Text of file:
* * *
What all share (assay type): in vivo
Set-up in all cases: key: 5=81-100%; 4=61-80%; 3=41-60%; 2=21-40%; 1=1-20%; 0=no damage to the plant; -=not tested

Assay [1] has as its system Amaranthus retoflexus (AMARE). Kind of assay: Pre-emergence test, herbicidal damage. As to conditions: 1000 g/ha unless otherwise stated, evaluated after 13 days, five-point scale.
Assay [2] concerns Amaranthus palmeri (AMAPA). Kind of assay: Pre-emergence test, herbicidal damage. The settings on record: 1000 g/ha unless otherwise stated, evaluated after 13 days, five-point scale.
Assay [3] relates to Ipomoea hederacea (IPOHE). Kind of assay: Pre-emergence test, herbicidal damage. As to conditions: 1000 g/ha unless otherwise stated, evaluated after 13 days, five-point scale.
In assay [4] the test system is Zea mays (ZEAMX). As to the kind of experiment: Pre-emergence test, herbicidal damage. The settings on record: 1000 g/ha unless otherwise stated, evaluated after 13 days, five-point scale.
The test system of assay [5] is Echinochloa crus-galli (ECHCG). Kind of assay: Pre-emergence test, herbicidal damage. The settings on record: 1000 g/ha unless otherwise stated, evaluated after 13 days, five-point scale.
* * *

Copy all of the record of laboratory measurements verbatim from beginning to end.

What all share (assay type): in vivo
Set-up in all cases: key: 5=81-100%; 4=61-80%; 3=41-60%; 2=21-40%; 1=1-20%; 0=no damage to the plant; -=not tested

Assay [1] has as its system Amaranthus retoflexus (AMARE). Kind of assay: Pre-emergence test, herbicidal damage. As to conditions: 1000 g/ha unless otherwise stated, evaluated after 13 days, five-point scale.
Assay [2] concerns Amaranthus palmeri (AMAPA). Kind of assay: Pre-emergence test, herbicidal damage. The settings on record: 1000 g/ha unless otherwise stated, evaluated after 13 days, five-point scale.
Assay [3] relates to Ipomoea hederacea (IPOHE). Kind of assay: Pre-emergence test, herbicidal damage. As to conditions: 1000 g/ha unless otherwise stated, evaluated after 13 days, five-point scale.
In assay [4] the test system is Zea mays (ZEAMX). As to the kind of experiment: Pre-emergence test, herbicidal damage. The settings on record: 1000 g/ha unless otherwise stated, evaluated after 13 days, five-point scale.
The test system of assay [5] is Echinochloa crus-galli (ECHCG). Kind of assay: Pre-emergence test, herbicidal damage. The settings on record: 1000 g/ha unless otherwise stated, evaluated after 13 days, five-point scale.